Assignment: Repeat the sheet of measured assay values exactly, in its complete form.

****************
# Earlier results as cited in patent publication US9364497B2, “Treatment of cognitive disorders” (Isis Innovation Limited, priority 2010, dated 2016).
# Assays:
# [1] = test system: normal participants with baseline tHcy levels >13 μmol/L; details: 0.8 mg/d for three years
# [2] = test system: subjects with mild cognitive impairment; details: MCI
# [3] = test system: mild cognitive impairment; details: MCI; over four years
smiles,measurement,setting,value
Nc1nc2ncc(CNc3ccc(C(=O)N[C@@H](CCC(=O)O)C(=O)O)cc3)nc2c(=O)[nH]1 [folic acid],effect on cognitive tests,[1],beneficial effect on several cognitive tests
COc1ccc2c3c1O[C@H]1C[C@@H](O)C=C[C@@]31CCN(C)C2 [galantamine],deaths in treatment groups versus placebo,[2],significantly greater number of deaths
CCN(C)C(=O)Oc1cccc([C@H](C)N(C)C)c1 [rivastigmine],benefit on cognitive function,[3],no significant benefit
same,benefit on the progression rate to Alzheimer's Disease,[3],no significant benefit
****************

# Earlier results as cited in patent publication US9364497B2, “Treatment of cognitive disorders” (Isis Innovation Limited, priority 2010, dated 2016).
# Assays:
# [1] = test system: normal participants with baseline tHcy levels >13 μmol/L; details: 0.8 mg/d for three years
# [2] = test system: subjects with mild cognitive impairment; details: MCI
# [3] = test system: mild cognitive impairment; details: MCI; over four years
smiles,measurement,setting,value
Nc1nc2ncc(CNc3ccc(C(=O)N[C@@H](CCC(=O)O)C(=O)O)cc3)nc2c(=O)[nH]1 [folic acid],effect on cognitive tests,[1],beneficial effect on several cognitive tests
COc1ccc2c3c1O[C@H]1C[C@@H](O)C=C[C@@]31CCN(C)C2 [galantamine],deaths in treatment groups versus placebo,[2],significantly greater number of deaths
CCN(C)C(=O)Oc1cccc([C@H](C)N(C)C)c1 [rivastigmine],benefit on cognitive function,[3],no significant benefit
same,benefit on the progression rate to Alzheimer's Disease,[3],no significant benefit